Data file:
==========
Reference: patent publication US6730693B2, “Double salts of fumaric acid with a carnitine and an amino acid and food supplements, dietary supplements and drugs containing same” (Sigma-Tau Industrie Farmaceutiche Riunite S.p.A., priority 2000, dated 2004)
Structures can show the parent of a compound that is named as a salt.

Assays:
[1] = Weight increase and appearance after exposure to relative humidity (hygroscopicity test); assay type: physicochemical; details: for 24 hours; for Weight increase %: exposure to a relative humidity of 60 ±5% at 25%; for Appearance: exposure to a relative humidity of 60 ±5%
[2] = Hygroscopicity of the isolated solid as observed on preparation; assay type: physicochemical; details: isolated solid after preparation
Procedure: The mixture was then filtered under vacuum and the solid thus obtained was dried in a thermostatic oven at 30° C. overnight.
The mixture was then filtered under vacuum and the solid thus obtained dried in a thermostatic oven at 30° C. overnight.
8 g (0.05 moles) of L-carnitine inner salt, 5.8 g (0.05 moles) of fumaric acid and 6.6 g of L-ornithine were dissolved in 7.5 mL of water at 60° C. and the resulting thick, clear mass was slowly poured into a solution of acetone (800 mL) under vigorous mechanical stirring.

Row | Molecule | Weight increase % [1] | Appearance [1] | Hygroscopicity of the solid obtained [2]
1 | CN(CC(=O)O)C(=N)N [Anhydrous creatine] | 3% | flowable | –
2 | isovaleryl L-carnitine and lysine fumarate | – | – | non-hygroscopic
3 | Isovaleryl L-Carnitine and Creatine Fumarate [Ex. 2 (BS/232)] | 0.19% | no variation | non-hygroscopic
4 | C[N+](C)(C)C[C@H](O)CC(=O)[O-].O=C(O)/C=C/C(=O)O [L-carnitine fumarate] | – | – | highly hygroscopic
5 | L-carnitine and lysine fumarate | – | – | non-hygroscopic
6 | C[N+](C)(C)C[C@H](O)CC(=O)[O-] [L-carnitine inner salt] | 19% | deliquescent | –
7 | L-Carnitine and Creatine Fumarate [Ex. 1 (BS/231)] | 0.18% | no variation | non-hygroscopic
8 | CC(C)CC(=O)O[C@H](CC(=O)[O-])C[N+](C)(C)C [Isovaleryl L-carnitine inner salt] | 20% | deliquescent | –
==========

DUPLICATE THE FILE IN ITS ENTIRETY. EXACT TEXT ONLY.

Reference: patent publication US6730693B2, “Double salts of fumaric acid with a carnitine and an amino acid and food supplements, dietary supplements and drugs containing same” (Sigma-Tau Industrie Farmaceutiche Riunite S.p.A., priority 2000, dated 2004)
Structures can show the parent of a compound that is named as a salt.

Assays:
[1] = Weight increase and appearance after exposure to relative humidity (hygroscopicity test); assay type: physicochemical; details: for 24 hours; for Weight increase %: exposure to a relative humidity of 60 ±5% at 25%; for Appearance: exposure to a relative humidity of 60 ±5%
[2] = Hygroscopicity of the isolated solid as observed on preparation; assay type: physicochemical; details: isolated solid after preparation
Procedure: The mixture was then filtered under vacuum and the solid thus obtained was dried in a thermostatic oven at 30° C. overnight.
The mixture was then filtered under vacuum and the solid thus obtained dried in a thermostatic oven at 30° C. overnight.
8 g (0.05 moles) of L-carnitine inner salt, 5.8 g (0.05 moles) of fumaric acid and 6.6 g of L-ornithine were dissolved in 7.5 mL of water at 60° C. and the resulting thick, clear mass was slowly poured into a solution of acetone (800 mL) under vigorous mechanical stirring.

Row | Molecule | Weight increase % [1] | Appearance [1] | Hygroscopicity of the solid obtained [2]
1 | CN(CC(=O)O)C(=N)N [Anhydrous creatine] | 3% | flowable | –
2 | isovaleryl L-carnitine and lysine fumarate | – | – | non-hygroscopic
3 | Isovaleryl L-Carnitine and Creatine Fumarate [Ex. 2 (BS/232)] | 0.19% | no variation | non-hygroscopic
4 | C[N+](C)(C)C[C@H](O)CC(=O)[O-].O=C(O)/C=C/C(=O)O [L-carnitine fumarate] | – | – | highly hygroscopic
5 | L-carnitine and lysine fumarate | – | – | non-hygroscopic
6 | C[N+](C)(C)C[C@H](O)CC(=O)[O-] [L-carnitine inner salt] | 19% | deliquescent | –
7 | L-Carnitine and Creatine Fumarate [Ex. 1 (BS/231)] | 0.18% | no variation | non-hygroscopic
8 | CC(C)CC(=O)O[C@H](CC(=O)[O-])C[N+](C)(C)C [Isovaleryl L-carnitine inner salt] | 20% | deliquescent | –